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Texas Premises Liability

A recent case from the Houston Court of Appeals reminds us that, at least in Texas, if you are renting a house and you walk over broken concrete for months, you cannot sue your landlord if you fall on the broken concrete. See Phillips v. Abraham, 517 S.W.3d 355 (Tex.Civ.App. – Houston [14th Dist.] 2017, no pet.). The broken concrete is going to be deemed “open and obvious” at that point and, if no exceptions apply, you will not recover a judgment against your landlord. The case is a victory for common sense.

Facts of Case

During 2012 and 2013, the plaintiff leased a house in Friendswood from the owners and signed a written residential lease. In January 2013, the plaintiff lost his footing and fell while attempting to walk up the driveway which, according to the plaintiff, “was in disrepair with many loose and broken rocks.” As a result of the fall, the plaintiff claims that he broke his back. He sued for negligence and sought exemplary damages based on alleged gross negligence of the landlord.

The plaintiff testified at his deposition that:

  • The concrete in the area where he fell kept “breaking and breaking and breaking every time you step[ped] on it.”
  • Plaintiff started noticing breaks in the concrete in the driveway six months before he fell.
  • Plaintiff broke his foot in the “same place” on the driveway two months before he fell.
  • Plaintiff told the landlord that he “needed to come and look at the concrete,” that plaintiff had broken his foot, and that the concrete needed to be fixed.

The landlord filed for summary judgment, which was granted based on the condition being open and obvious. The Texas Court of Appeals affirmed.

The Property Owner’s Legal Obligations

In general, land and property owners in Texas have a duty to exercise reasonable care to make the land, property, or premises safe for invitees. An “invitee” is “one who enters the property of another with the owner’s knowledge and for the mutual benefit of both.” Motel 6 G.P., Inc. v. Lopez, 929 S.W.2d 1 (Tex. 1996). In this context, the plaintiff tenant is considered an “invitee.” Other examples would include an employee, a mail-carrier, a retail store customer, etc.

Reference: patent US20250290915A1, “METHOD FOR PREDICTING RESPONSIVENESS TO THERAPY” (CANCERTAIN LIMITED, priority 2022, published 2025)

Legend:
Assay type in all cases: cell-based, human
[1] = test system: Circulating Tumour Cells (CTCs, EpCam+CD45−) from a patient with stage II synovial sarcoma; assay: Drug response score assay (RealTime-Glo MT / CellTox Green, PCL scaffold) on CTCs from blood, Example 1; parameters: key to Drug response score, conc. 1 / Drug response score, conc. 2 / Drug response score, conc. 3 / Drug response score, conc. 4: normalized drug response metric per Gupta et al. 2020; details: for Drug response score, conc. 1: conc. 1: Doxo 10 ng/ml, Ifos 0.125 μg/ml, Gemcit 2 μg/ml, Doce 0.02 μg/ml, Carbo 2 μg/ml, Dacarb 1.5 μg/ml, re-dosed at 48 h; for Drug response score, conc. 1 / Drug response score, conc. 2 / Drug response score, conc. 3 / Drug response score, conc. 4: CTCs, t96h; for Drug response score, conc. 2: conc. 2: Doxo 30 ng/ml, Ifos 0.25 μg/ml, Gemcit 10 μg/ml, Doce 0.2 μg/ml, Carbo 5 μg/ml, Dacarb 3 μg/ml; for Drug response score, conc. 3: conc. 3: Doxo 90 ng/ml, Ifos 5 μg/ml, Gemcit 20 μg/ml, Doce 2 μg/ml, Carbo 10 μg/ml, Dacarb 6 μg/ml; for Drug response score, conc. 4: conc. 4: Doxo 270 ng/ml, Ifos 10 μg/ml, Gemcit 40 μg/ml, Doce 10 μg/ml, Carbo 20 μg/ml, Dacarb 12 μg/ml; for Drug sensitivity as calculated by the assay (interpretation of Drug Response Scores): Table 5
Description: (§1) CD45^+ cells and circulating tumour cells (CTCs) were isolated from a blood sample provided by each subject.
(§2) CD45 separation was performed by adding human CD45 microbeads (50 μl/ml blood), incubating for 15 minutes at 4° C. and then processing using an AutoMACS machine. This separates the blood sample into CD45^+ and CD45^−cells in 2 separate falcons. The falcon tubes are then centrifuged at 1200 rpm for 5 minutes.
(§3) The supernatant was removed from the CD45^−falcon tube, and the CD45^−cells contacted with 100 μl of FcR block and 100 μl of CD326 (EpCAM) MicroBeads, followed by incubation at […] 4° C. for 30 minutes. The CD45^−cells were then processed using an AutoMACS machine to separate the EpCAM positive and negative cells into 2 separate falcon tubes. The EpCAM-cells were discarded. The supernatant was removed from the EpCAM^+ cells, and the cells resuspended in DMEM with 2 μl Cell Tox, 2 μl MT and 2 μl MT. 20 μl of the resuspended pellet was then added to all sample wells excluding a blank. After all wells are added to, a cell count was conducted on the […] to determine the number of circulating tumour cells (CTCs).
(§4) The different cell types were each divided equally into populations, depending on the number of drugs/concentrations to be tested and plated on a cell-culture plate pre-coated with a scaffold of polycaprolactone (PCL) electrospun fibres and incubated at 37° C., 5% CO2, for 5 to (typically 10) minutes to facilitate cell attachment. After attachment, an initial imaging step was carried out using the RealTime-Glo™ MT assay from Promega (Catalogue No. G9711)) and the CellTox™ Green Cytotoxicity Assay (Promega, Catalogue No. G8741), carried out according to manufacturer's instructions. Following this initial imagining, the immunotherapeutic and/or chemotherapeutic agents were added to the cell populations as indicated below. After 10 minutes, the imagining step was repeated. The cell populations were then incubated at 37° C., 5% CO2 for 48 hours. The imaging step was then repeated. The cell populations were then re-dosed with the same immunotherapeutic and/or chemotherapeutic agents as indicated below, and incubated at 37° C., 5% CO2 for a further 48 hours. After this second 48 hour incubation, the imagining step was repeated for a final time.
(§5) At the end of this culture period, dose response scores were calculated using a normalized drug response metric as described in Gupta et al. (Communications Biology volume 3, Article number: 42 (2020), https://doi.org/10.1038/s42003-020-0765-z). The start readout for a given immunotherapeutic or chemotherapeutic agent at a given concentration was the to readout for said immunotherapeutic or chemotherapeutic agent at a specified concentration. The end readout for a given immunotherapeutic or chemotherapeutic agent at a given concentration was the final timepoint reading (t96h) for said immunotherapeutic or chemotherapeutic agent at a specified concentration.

A Texas landowner can satisfy the duty to exercise “reasonable care” to keep the land safe by eliminating the dangerous condition or by providing an adequate warning of the danger. Texas law imposes this duty on a landowner because a landowner is in a better position than the invitee to know of hidden hazards on the land.

However, there is no duty at all where the condition is open and obvious. The rationale is twofold:

  • With something that is open and obvious, “the landowner is in no better position to discover it than the invitee” and
  • When an invitee sees the “dangerous condition,” knows of it and is aware of it, then generally the “dangerous condition” is no longer “unreasonably dangerous” and/or no longer poses an “unreasonable risk” because the law presumes that the invitee will take reasonable measures to protect against known risks, including not entering onto the landowner’s premises where a dangerous condition exists

There are two exceptions to the open and obvious doctrine – when the dangerous condition is the result of criminal activity and when the invitee has no choice but to cross over the dangerous condition and ” … the invitee is incapable of taking precautions that will adequately reduce the risk.”

Results of Case

In the Phillips case, the broken concrete was deemed open and obvious. Without question, the tenant knew about the broken concrete on the driveway, having already broken his foot. The “criminal activity” exception did not apply, since there was no evidence of that. The necessary-use exception also did not apply since, as the Court noted, “[w]alking over this area [of the driveway] was not necessary to access the house or to park a vehicle.” Judgment for the landlord was affirmed by the Court of Appeals.